Delegates to the biannual LWVUS Convention, held in Denver and on line June 23-26, 2002, made a number of bylaws changes and concurred with two positions developed at the state level. Details are included in this document.
All of the Bylaw changes proposed by LWVUS to implement proposed structural changes in the League passed, although several just barely got the 2/3 vote they needed. For example, five more votes would have defeated Amendment 1 (dues changes.) Under Amendment 1, although not sooner than 2024, the system of "per member payments" from local Leagues to state and national Leagues will end. All members will join through the national League. Individual local Leagues can suggest an appropriate level of dues, but individuals will pay what they can. Net revenue collected through membership dues will be shared by LWVUS, the member's state league and, if applicable, the member's local league or member-at-large unit. The allocation to LWVUS shall not exceed one-third of the dues. There is also a proposal to build up state Leagues so that eventually they will be able to take over the administrative burden of local Leagues, allowing local Leagues to focus more on mission-related activities. However, at the moment the infrastructure to meet this goal does not exist in a number of states.
Program for 2022-2024
The League-wide Campaign for Making Democracy Work: Voting Rights, Improving Elections, Campaign Finance/Money in Politics, and Redistricting passed with additions. Members proposed, and 2/3 of voting delegates approved, adding the Equal Rights Amendment to the Campaign, and the LWVUS Board has decided to work to get rid of the Electoral College and a specific reference to direct popular election of the president, also as part of this Campaign.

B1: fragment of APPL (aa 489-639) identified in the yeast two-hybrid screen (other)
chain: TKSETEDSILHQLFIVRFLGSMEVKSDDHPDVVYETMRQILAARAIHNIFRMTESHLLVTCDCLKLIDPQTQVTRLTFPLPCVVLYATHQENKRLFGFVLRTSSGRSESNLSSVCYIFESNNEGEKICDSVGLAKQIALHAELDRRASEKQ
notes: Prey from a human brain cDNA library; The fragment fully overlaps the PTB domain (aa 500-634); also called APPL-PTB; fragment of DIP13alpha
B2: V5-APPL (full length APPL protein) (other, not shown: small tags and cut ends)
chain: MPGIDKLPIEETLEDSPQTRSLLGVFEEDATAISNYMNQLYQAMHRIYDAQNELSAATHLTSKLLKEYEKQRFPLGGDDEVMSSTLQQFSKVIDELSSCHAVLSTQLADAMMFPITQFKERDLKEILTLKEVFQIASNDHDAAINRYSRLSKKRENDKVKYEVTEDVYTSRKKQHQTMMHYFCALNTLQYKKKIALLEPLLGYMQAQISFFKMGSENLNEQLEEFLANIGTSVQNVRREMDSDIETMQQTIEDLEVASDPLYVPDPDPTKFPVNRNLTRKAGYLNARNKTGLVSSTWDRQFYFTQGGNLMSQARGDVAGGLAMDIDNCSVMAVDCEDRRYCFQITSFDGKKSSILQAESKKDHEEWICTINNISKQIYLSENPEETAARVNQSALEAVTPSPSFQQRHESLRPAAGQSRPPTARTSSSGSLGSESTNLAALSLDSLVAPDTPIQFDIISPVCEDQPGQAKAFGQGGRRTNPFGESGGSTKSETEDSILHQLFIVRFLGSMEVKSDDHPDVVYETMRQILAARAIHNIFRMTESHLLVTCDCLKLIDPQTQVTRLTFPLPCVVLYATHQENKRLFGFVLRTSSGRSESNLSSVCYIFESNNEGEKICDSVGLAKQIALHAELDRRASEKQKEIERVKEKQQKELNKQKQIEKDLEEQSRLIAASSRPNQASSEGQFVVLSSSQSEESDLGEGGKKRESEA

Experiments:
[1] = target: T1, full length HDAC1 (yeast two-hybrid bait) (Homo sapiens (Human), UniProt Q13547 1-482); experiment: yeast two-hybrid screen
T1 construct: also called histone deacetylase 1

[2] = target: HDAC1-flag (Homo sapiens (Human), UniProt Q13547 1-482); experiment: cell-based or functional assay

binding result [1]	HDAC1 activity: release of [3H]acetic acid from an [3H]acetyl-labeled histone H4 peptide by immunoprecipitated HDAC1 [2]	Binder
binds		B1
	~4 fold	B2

Delegates approved two concurrences endorsed by LWVUS, adopting positions based on New York's Healthcare Modernization position and California's Criminal Justice position. An additional Program item, not recommended by LWVUS, was approved by the delegates, to consider a concurrence with a state position on Digital Equity during the next biennium.
The Resolution Committee recommended five resolutions. All passed by overwhelming majorities. These five dealt with Immigration Reform, Climate Emergency Declaration, Statehood for D.C., Murdered and Missing Indigenous People, and Reproductive Rights. As a rule, resolutions are dealt with on the last day, but the Reproductive Rights resolution was put before us on Friday afternoon, the day the SCOTUS decision was revealed, and passed by a sweeping majority. The resolution on the Climate Emergency Declaration was submitted by the LWV of Radnor Township, and reads: “Be it resolved: We, as delegates of local Leagues assembled at the 2022 LWV US Convention, call upon the LWVUS Board and state and local Leagues to urge state and local governments to adopt and publicize the Declarations of Climate Emergency appropriate to local conditions and take appropriate action to implement the Declarations of Climate Emergency.”